What would an ideal weight loss drug look like?

Topics: Obesity and Weight Loss, Wellness and Health

Differently for doctors than for patients.

For most doctors, what counts is what can be measured. Weight is just one parameter to be measured.

For doctors, five percent weight loss can make a big difference in other numbers. That means if you are 240 pounds, losing 12 pounds is what can help.

The drug might reduce the number of or dosage of diabetes, hypertension and cholesterol medications. And your blood sugar, blood pressure and lipid medications.

The drug might lower obesity-related disability and workers comp claims.

The drug would be entirely safe—no life-threatening heart valve problems, pulmonary hypertension, or even oily leakage.

The drug would not mess with mood: there is more depression and mood disorder in people who are overweight than those who are not.

For patients, it looks differently.

For most patients, what matters is how they look and feel. Preventing and treating medical problems is secondary or tertiary.

Most are dissatisfied with anything less than a 20 percent weight loss. Many want more. Sometimes that’s possible, safely. Sometimes it’s not.

That means if you are 240 pounds, losing 48 pounds is what’s needed. At least.

Most importantly, the drug would work. Safety is important, but many studies show what patients really want is effectiveness.

The drug would improve satiety (suh-tie-a-tee), meaning feeling full and fully satisfied.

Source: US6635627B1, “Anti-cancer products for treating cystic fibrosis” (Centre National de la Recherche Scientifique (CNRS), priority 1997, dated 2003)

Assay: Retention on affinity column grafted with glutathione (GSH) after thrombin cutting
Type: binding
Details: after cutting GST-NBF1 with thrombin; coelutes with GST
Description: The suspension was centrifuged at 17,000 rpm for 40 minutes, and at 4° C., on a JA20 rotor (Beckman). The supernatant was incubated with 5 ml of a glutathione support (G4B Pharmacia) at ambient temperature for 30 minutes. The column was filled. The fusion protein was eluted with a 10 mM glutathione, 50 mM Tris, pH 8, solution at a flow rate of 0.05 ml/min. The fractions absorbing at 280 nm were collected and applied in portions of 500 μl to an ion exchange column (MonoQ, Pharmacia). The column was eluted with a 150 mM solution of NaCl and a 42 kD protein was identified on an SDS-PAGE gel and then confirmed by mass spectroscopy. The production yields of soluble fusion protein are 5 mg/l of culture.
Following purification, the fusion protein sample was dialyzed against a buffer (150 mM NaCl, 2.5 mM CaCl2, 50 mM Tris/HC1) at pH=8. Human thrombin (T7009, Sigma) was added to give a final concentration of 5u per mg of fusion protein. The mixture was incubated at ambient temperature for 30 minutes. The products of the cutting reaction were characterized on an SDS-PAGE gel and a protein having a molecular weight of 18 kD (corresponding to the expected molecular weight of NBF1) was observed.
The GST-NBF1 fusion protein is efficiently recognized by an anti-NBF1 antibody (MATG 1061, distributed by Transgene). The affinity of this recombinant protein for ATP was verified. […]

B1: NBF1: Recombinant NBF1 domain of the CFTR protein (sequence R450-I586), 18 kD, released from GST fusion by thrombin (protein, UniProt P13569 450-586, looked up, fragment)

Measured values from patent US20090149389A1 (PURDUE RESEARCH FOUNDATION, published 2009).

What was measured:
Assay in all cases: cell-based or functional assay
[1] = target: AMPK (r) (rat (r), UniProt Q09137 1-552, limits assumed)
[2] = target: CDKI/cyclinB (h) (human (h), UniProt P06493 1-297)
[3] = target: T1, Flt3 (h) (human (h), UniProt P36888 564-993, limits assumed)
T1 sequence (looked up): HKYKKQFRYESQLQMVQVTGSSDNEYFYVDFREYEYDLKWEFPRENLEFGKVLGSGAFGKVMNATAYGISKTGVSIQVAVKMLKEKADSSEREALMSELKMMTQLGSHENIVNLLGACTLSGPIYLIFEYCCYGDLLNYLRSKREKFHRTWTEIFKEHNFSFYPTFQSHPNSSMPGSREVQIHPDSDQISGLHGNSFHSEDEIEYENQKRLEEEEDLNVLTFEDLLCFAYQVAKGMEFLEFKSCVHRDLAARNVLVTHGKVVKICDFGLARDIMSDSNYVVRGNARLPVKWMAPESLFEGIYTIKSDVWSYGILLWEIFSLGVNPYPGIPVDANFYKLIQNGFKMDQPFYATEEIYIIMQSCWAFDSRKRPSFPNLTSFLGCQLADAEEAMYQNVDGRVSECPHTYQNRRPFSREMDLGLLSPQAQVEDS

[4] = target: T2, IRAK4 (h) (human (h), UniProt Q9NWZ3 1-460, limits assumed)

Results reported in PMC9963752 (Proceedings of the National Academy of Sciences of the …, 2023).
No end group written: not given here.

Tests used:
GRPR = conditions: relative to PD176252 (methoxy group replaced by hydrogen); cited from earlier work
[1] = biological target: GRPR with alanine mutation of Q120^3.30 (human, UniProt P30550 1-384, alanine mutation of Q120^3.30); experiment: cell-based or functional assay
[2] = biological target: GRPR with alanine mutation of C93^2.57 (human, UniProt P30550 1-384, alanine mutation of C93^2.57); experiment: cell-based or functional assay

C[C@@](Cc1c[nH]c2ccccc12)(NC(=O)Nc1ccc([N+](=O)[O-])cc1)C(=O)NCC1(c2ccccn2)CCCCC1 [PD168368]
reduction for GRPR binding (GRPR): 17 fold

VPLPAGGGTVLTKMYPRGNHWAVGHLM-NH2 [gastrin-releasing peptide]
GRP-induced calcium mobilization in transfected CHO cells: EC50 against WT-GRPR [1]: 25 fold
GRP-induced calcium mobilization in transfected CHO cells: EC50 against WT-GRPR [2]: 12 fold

The drug would improve the delicately phrased “dietary restraint”, meaning binge eating and gorging.

The drug would help with not packing on the pounds if you happen to quit smoking at the same time.

And the drug would improve how much energy you have, how far you can walk, how well you fit into your clothes, how attractive you are to others and be taken just once daily, or less.

Plus it would help you with long-term maintenance of weight loss.

Is this so unreasonable? For a single pill, yes, it is.

But it’s not unreasonable if you think about your weight loss as a project.

Like it was writing a business plan, or building a house, or planning a vacation.

Mehmet Oz has been quoted as saying “in America, we have moved to a belief that the magic bullet of modern medicine will always cure us of our ills; that we can sprinkle a little bit of a statin drug on a kielbasa and we’ll still be okay. And we have to change that.”

Dr. Oz is right. And the way to change it is one step at a time, one person at a time. That’s a project worth doing.